91adjusted on the fly via 'mount -o remount ...'
  93======================== ==============================================
  94mpol=default             use the process allocation policy
  95                         (see set_mempolicy(2))
  96mpol=prefer:Node         prefers to allocate memory from the given Node
  97mpol=bind:NodeList       allocates memory only from nodes in NodeList
  98mpol=interleave          prefers to allocate from each node in turn
  99mpol=interleave:NodeList allocates from each node of NodeList in turn
 100mpol=local               prefers to allocate memory from the local node
 101======================== ==============================================
 103NodeList format is a comma-separated list of decimal numbers and ranges,
 104a range being two hyphen-separated decimal numbers, the smallest and
 105largest node numbers in the range.  For example, mpol=bind:0-3,5,7,9-15
 107A memory policy with a valid NodeList will be saved, as specified, for
 108use at file creation time.  When a task allocates a file in the file
 109system, the mount option memory policy will be applied with a NodeList,
 110if any, modified by the calling task's cpuset constraints
 111[See Documentation/admin-guide/cgroup-v1/cpusets.rst] and any optional flags,
 112listed below.  If the resulting NodeLists is the empty set, the effective
 113memory policy for the file will revert to "default" policy.
 115NUMA memory allocation policies have optional flags that can be used in
 116conjunction with their modes.  These optional flags can be specified
 117when tmpfs is mounted by appending them to the mode before the NodeList.
 118See Documentation/admin-guide/mm/numa_memory_policy.rst for a list of
 119all available memory allocation policy mode flags and their effect on
 120memory policy.
 124        =static         is equivalent to        MPOL_F_STATIC_NODES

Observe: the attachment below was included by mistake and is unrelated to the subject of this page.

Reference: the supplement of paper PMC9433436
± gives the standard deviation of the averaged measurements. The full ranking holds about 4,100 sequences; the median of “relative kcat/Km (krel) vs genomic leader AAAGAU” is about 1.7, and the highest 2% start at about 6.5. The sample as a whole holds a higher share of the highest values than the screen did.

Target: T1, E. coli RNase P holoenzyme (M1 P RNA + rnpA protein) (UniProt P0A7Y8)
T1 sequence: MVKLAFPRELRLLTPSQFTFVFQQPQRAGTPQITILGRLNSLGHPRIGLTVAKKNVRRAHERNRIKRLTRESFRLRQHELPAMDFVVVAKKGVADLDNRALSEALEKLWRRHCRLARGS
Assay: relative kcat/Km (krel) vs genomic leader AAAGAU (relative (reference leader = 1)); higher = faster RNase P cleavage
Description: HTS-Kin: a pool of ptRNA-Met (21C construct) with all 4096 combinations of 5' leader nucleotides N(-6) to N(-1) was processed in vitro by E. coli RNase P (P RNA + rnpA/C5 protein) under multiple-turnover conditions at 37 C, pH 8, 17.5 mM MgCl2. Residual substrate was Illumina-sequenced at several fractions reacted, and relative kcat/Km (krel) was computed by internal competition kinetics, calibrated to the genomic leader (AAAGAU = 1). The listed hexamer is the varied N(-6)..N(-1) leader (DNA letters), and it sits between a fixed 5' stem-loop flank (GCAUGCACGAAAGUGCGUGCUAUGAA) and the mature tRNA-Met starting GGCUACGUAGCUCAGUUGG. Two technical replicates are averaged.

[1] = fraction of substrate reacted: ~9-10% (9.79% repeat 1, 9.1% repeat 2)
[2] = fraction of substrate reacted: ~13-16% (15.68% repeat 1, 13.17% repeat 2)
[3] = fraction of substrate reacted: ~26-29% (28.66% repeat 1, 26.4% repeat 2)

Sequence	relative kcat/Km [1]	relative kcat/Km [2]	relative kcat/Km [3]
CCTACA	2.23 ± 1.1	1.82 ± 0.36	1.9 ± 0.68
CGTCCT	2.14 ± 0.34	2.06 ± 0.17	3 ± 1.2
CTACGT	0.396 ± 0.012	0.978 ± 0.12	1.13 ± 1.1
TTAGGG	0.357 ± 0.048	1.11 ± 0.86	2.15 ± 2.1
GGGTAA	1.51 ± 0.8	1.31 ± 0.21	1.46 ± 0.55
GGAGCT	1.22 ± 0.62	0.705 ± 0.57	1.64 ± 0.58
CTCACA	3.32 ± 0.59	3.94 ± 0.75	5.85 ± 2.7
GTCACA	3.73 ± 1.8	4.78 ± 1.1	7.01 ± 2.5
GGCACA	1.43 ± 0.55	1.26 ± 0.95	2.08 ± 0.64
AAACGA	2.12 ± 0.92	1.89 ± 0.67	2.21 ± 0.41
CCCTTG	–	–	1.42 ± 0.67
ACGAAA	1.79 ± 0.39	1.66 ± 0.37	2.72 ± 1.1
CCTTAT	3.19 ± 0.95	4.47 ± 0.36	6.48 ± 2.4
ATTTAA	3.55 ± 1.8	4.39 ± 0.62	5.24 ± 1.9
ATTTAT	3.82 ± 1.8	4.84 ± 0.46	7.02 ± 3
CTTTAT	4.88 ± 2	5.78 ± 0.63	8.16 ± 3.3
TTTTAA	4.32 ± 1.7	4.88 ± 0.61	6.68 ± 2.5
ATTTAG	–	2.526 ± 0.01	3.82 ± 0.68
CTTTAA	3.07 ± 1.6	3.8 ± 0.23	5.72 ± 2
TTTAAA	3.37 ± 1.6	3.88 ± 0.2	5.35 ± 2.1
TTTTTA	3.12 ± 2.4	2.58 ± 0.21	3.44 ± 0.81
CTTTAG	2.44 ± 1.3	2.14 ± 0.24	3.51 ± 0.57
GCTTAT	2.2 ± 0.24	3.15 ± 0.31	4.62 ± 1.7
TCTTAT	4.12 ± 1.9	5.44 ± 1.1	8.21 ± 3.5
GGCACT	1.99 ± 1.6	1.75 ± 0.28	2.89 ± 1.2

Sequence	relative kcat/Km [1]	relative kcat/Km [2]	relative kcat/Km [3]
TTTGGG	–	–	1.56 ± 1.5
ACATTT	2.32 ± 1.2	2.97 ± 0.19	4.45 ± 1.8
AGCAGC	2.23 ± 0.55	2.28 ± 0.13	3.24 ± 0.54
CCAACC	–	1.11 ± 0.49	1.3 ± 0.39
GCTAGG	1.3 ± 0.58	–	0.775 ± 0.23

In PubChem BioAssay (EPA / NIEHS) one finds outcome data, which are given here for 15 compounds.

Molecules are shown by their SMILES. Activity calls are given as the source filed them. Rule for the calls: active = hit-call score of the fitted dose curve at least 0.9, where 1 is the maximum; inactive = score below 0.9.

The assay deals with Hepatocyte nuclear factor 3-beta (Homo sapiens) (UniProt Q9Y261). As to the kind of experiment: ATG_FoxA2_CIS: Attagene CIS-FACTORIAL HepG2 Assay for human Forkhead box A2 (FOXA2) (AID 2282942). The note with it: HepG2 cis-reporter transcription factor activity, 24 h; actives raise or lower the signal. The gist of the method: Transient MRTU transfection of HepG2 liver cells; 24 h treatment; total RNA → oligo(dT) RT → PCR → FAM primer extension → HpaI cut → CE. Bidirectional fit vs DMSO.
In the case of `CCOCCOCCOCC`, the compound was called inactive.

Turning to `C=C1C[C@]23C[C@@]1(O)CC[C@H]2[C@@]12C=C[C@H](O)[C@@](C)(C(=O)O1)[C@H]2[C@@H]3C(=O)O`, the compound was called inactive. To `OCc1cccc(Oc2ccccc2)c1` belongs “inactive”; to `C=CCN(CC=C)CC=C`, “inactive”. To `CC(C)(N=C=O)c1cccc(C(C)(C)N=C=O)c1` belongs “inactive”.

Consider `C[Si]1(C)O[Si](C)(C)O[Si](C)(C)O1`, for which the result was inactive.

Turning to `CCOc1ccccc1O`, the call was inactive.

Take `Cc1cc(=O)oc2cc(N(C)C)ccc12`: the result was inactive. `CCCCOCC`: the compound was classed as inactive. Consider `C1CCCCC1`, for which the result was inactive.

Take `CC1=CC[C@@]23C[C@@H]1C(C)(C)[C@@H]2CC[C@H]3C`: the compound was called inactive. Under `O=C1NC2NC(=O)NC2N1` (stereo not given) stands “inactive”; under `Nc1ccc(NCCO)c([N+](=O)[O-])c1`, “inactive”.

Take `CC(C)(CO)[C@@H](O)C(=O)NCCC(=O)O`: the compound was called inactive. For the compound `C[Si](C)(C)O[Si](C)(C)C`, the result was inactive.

125        =relative       is equivalent to        MPOL_F_RELATIVE_NODES
 127For example, mpol=bind=static:NodeList, is the equivalent of an
 128allocation policy of MPOL_BIND | MPOL_F_STATIC_NODES.
 130Note that trying to mount a tmpfs with an mpol option will fail if the
 131running kernel does not support NUMA; and will fail if its nodelist
 132specifies a node which is not online.  If your system relies on that
 133tmpfs being mounted, but from time to time runs a kernel built without
 134NUMA capability (perhaps a safe recovery kernel), or with fewer nodes
 135online, then it is advisable to omit the mpol option from automatic
 136mount options.  It can be added later, when the tmpfs is already mounted
 137on MountPoint, by 'mount -o remount,mpol=Policy:NodeList MountPoint'.
 140To specify the initial root directory you can use the following mount
 143====    ==================================
 144mode    The permissions as an octal number
 145uid     The user id
 146gid     The group id
 147====    ==================================
 149These options do not have any effect on remount. You can change these
 150parameters with chmod(1), chown(1) and chgrp(1) on a mounted filesystem.
 153tmpfs has a mount option to select whether it will wrap at 32- or 64-bit inode
 156=======   ========================
 157inode64   Use 64-bit inode numbers
 158inode32   Use 32-bit inode numbers
 159=======   ========================
 161On a 32-bit kernel, inode32 is implicit, and inode64 is refused at mount time.
 162On a 64-bit kernel, CONFIG_TMPFS_INODE64 sets the default.  inode64 avoids the
 163possibility of multiple files with the same inode number on a single device;
 164but risks glibc failing with EOVERFLOW once 33-bit inode numbers are reached -
 165if a long-lived tmpfs is accessed by 32-bit applications so ancient that
 166opening a file larger than 2GiB fails with EINVAL.
 169So 'mount -t tmpfs -o size=10G,nr_inodes=10k,mode=700 tmpfs /mytmpfs'
 170will give you tmpfs instance on /mytmpfs which can allocate 10GB
 171RAM/SWAP in 10240 inodes and it is only accessible by root.
 175   Christoph Rohland <>, 1.12.01
 177   Hugh Dickins, 4 June 2007
 179   KOSAKI Motohiro, 16 Mar 2010
 181   Chris Down, 13 July 2020